I view the two as the min and max for what Samardzija might do for us.  Steamer, which has a more accelerated decline rate, still adds up to $77M in value production.   That's not too far away from the $90M that the Giants just signed him to.  ZiPS forecasts 12.8 WAR, which at just the $8M current WAR value, which works out to $102M, and adjust over time should be closer to $110M, which looks real nice next to the $90M contract.

Another discussion of the deal was done by Beyond the Box Score.  It reiterates a lot of the beat writer's points about the deal.  I'm including for completeness.   One good illustration of what change Samardzija can expect, though, is how much better the Giants defense is per UZR vs. the White Sox, basically day and night, Giants add roughly 4 wins, ChiSox subtracts roughly 4 wins.

Giants Taking Calculated Risk, Relying on Giants Pitching Gurus to Do Their Magic

Ultimately, I agree with this post on Fangraphs about the signing of Samardzija being a bet on him as well as on Righetti (and I would add, in reference to what I read in Baggarly's follow-up account, Gardner, Tidrow, and Bochy).  The projections of Samardzija's 2016 production are 2.8 WAR and 3.0 WAR, but his production in his "breakout" year per Fangraph's was 4.1 WAR.  If the Giants can figure out - like Tidrow did with Bumgarner - how to get Samardzija back to that form, that would add at least another $40M (+1 WAR per year at $8M/WAR).

If you read through the analysis, it's clear that, for whatever reasons, Samardzija changed the way he pitches and/or approaches pitching in 2016.  With a catcher like Posey, who is among the leaders in framing, gaining extra strikes, and Righetti, Gardner, and Tidrow, who know pitching and mechanics, as well as an strong defensive unit, particularly infield - Crawford, Panik, Duffy, and Belt - which helps to get to grounders that the Shark gets a lot of, plus a pitcher's park, after parks like the Cubs and White Sox, it is only logical to think that Samardzija can regress back towards how good he was in 2015.

And given how healthy he's been as well as not as utilized as other pitchers (while most accounts note his lack of inning pitched overall, none of them noted that in spite of having such large IP in  recent seasons, he did that with a minimum of pitches, one stat I watch is total number of pitches thrown in a season, and Samardzija, despite throwing over 214 IP the past two seasons, only had more than 3,300 pitches thrown in a season, where 3,500 is the mark that I watch), he can be expected to pitch deeper into his 30's than other pitchers.  Plus, the contract covers years 31-35, and pitchers are more reliable to age 32.

In addition, SIERA is one of the more advanced ERA estimators available publicly, and except for his blip in 2015, he has done very well since joining the starting rotation full-time:  2012:  SIERA 3.47; 2013, 3.53; 2014, 3.06; 2015, 4.18.  If you see 2014 as a good luck year, and 2015 as the regression to the mean, over 2014-2015, his SIERA averaged 3.62, or roughly what it was in 2012-2013.  That would be good to have in our rotation, especially given the number of innings he has averaged, he's averaged 214 IP the past three seasons.

Furthermore, Samardzija only needs to produce 2.25 WAR per season (@ $8M/WAR price point) to pay off his contract, and per FG, he has averaged 3.1 WAR the past four seasons as a starter, and on top of that, excluding his best year in 2014, he has produced exactly 2.7 WAR in each of the other seasons, including 2015, based on his peripherals (obviously, actual production in 2015 was not so good, basically replacement level).  Greinke, on the other hand, needs to produce 4.3 WAR per season and averaged only 4.5 WAR over the past 5 years, and that includes his superlative 2015 (which was due more to luck than peripherals, though still great by peripherals).  There is a lot more margin for meeting the parameters of the contract, per WAR, for Samardzija than Greinke, which is probably why the Giants did not match the D-backs offer (I recall reports that they were at 5 years and $31M AAV, or thereabouts).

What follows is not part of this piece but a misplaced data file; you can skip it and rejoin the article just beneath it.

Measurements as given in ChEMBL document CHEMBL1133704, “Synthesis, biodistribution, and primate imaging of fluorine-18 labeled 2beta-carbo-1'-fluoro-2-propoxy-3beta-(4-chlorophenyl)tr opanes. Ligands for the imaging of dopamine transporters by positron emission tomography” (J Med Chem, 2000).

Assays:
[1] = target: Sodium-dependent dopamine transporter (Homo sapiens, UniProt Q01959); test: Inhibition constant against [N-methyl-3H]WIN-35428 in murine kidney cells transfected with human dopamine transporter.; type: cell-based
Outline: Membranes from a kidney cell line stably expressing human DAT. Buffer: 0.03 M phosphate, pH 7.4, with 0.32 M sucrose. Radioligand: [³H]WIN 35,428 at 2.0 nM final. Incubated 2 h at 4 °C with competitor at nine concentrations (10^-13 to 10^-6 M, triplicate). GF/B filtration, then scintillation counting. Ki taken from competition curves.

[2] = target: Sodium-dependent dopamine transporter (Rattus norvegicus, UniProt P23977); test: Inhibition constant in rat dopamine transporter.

Moreover, studies have shown that the most reliable age range for pitchers are 29-34. With Shark, we get years 31-35, with Greinke, D-backs get years 33-38. So not only is he more likely to produce a positive return than Greinke is, just on an overall basis, by age, he is much more likely to produce as projected for much of his contract, whereas there is a strong potential for a shift into severe decline for the D-backs in the middle of Greinke's contract. Maybe he's Greg Maddux and produce into his late 30's, but probably he's not.  We don't have to worry about that as much with Samardzija.

And I view 4.1 WAR as possible because he did it before, so it is just a matter of figuring out how to get it to happen again. And that year, he had a good defensive catcher with Cubs, in Wellington Castillo, and a so-so catcher with A's in Derek Norris. Whereas now he has a gold glove caliber catcher in Posey, who is a genius and a leader in catcher framing for gaining strikes for his pitcher.

And even if that don't happen, he has consistently produced at least 2.7 WAR (by his peripherals per FG) over the past four seasons, with no healthy problems in his history to suggest any potential road bumps (whereas, for instance, we had known about Cain's elbow chip problem for years, plus his tender elbow issue in his first pro year, so that was a ticking bomb that finally went off). That alone makes his deal look pretty good in my eyes.